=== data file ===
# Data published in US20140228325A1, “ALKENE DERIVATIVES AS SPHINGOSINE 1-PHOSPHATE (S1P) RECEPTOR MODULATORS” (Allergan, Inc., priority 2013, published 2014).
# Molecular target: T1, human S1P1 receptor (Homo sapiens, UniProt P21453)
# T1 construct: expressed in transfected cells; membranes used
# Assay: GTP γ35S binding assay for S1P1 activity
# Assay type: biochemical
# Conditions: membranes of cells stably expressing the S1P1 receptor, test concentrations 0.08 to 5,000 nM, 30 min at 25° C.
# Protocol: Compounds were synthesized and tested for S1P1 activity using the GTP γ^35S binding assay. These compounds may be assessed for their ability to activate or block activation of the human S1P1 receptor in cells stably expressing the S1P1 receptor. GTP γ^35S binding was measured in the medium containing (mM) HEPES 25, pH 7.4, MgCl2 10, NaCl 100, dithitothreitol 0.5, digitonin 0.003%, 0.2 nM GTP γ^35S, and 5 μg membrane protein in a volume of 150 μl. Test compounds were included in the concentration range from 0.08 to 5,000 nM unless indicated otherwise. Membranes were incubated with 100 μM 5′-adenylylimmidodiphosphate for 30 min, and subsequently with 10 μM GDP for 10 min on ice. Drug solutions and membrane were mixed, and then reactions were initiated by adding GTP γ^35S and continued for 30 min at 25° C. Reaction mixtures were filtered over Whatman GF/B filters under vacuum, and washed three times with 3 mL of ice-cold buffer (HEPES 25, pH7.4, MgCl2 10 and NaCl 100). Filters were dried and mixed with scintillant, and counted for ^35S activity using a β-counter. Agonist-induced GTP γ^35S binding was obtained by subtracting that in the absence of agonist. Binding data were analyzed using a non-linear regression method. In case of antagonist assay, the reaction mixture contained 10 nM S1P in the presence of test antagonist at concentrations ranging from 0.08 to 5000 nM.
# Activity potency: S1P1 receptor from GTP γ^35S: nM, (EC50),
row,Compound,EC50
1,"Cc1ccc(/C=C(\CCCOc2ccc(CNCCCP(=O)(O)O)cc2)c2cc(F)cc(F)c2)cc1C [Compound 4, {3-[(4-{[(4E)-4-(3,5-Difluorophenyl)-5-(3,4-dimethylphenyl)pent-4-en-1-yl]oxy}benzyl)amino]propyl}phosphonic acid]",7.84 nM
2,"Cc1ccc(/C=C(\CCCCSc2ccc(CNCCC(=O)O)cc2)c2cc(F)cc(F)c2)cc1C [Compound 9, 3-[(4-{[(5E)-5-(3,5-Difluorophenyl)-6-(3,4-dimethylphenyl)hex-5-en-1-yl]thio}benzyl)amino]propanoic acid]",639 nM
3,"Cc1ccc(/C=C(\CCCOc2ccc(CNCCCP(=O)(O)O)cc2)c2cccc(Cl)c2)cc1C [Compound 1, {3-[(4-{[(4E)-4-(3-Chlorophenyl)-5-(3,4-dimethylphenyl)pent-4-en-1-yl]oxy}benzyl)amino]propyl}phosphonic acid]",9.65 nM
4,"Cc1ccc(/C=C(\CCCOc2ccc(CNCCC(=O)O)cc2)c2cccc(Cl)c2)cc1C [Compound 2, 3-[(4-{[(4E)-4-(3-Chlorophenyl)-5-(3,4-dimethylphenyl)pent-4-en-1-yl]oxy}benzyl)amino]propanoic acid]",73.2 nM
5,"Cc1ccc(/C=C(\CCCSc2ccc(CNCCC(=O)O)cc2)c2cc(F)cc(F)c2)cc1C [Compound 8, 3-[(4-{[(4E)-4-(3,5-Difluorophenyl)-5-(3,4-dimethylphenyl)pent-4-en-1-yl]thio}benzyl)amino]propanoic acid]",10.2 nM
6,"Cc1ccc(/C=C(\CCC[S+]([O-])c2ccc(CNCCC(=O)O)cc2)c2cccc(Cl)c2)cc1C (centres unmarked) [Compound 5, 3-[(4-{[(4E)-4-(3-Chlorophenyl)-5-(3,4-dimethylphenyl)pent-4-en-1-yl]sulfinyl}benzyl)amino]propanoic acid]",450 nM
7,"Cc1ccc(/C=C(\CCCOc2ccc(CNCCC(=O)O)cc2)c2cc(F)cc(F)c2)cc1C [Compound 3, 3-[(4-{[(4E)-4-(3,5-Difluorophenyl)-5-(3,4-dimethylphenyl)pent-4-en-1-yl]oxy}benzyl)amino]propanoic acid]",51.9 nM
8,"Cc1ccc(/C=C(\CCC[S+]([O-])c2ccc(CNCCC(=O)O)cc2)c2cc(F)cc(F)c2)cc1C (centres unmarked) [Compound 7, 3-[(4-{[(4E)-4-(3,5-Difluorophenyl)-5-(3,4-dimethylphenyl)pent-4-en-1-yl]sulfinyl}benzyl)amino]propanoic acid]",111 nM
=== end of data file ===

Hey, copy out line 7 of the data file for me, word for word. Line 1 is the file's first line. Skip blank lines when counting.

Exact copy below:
# Protocol: Compounds were synthesized and tested for S1P1 activity using the GTP γ^35S binding assay. These compounds may be assessed for their ability to activate or block activation of the human S1P1 receptor in cells stably expressing the S1P1 receptor. GTP γ^35S binding was measured in the medium containing (mM) HEPES 25, pH 7.4, MgCl2 10, NaCl 100, dithitothreitol 0.5, digitonin 0.003%, 0.2 nM GTP γ^35S, and 5 μg membrane protein in a volume of 150 μl. Test compounds were included in the concentration range from 0.08 to 5,000 nM unless indicated otherwise. Membranes were incubated with 100 μM 5′-adenylylimmidodiphosphate for 30 min, and subsequently with 10 μM GDP for 10 min on ice. Drug solutions and membrane were mixed, and then reactions were initiated by adding GTP γ^35S and continued for 30 min at 25° C. Reaction mixtures were filtered over Whatman GF/B filters under vacuum, and washed three times with 3 mL of ice-cold buffer (HEPES 25, pH7.4, MgCl2 10 and NaCl 100). Filters were dried and mixed with scintillant, and counted for ^35S activity using a β-counter. Agonist-induced GTP γ^35S binding was obtained by subtracting that in the absence of agonist. Binding data were analyzed using a non-linear regression method. In case of antagonist assay, the reaction mixture contained 10 nM S1P in the presence of test antagonist at concentrations ranging from 0.08 to 5000 nM.